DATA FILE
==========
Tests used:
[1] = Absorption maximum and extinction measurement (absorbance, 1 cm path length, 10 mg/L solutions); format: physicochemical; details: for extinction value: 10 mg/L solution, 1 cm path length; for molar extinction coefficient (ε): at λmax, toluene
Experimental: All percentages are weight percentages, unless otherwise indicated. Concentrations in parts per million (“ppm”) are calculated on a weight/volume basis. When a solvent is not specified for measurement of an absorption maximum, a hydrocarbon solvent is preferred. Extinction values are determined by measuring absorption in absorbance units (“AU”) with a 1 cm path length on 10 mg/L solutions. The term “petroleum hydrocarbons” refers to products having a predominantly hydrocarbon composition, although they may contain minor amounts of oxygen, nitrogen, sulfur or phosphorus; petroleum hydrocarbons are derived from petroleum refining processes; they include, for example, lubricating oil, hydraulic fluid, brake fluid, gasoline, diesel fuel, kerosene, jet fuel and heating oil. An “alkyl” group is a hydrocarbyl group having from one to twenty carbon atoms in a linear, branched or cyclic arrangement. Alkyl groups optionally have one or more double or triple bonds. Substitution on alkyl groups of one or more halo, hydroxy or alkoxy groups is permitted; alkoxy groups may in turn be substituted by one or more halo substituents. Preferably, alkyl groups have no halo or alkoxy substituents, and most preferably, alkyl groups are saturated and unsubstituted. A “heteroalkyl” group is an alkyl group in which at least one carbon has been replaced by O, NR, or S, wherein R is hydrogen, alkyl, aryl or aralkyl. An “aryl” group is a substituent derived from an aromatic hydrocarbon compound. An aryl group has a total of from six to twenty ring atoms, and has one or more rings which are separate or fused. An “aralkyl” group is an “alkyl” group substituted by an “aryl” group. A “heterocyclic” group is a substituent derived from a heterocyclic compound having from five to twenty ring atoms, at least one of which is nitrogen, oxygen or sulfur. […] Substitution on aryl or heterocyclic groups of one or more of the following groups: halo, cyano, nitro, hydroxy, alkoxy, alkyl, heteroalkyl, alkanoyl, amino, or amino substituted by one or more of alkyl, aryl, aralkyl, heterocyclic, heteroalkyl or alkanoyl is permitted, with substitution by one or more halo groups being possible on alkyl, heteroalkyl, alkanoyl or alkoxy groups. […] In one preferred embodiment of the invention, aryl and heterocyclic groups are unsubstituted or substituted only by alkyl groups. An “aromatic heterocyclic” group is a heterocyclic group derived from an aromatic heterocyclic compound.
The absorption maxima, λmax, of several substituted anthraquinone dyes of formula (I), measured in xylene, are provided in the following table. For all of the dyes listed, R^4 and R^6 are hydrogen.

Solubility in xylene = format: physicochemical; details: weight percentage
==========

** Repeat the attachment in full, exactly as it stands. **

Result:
Tests used:
[1] = Absorption maximum and extinction measurement (absorbance, 1 cm path length, 10 mg/L solutions); format: physicochemical; details: for extinction value: 10 mg/L solution, 1 cm path length; for molar extinction coefficient (ε): at λmax, toluene
Experimental: All percentages are weight percentages, unless otherwise indicated. Concentrations in parts per million (“ppm”) are calculated on a weight/volume basis. When a solvent is not specified for measurement of an absorption maximum, a hydrocarbon solvent is preferred. Extinction values are determined by measuring absorption in absorbance units (“AU”) with a 1 cm path length on 10 mg/L solutions. The term “petroleum hydrocarbons” refers to products having a predominantly hydrocarbon composition, although they may contain minor amounts of oxygen, nitrogen, sulfur or phosphorus; petroleum hydrocarbons are derived from petroleum refining processes; they include, for example, lubricating oil, hydraulic fluid, brake fluid, gasoline, diesel fuel, kerosene, jet fuel and heating oil. An “alkyl” group is a hydrocarbyl group having from one to twenty carbon atoms in a linear, branched or cyclic arrangement. Alkyl groups optionally have one or more double or triple bonds. Substitution on alkyl groups of one or more halo, hydroxy or alkoxy groups is permitted; alkoxy groups may in turn be substituted by one or more halo substituents. Preferably, alkyl groups have no halo or alkoxy substituents, and most preferably, alkyl groups are saturated and unsubstituted. A “heteroalkyl” group is an alkyl group in which at least one carbon has been replaced by O, NR, or S, wherein R is hydrogen, alkyl, aryl or aralkyl. An “aryl” group is a substituent derived from an aromatic hydrocarbon compound. An aryl group has a total of from six to twenty ring atoms, and has one or more rings which are separate or fused. An “aralkyl” group is an “alkyl” group substituted by an “aryl” group. A “heterocyclic” group is a substituent derived from a heterocyclic compound having from five to twenty ring atoms, at least one of which is nitrogen, oxygen or sulfur. […] Substitution on aryl or heterocyclic groups of one or more of the following groups: halo, cyano, nitro, hydroxy, alkoxy, alkyl, heteroalkyl, alkanoyl, amino, or amino substituted by one or more of alkyl, aryl, aralkyl, heterocyclic, heteroalkyl or alkanoyl is permitted, with substitution by one or more halo groups being possible on alkyl, heteroalkyl, alkanoyl or alkoxy groups. […] In one preferred embodiment of the invention, aryl and heterocyclic groups are unsubstituted or substituted only by alkyl groups. An “aromatic heterocyclic” group is a heterocyclic group derived from an aromatic heterocyclic compound.
The absorption maxima, λmax, of several substituted anthraquinone dyes of formula (I), measured in xylene, are provided in the following table. For all of the dyes listed, R^4 and R^6 are hydrogen.

Solubility in xylene = format: physicochemical; details: weight percentage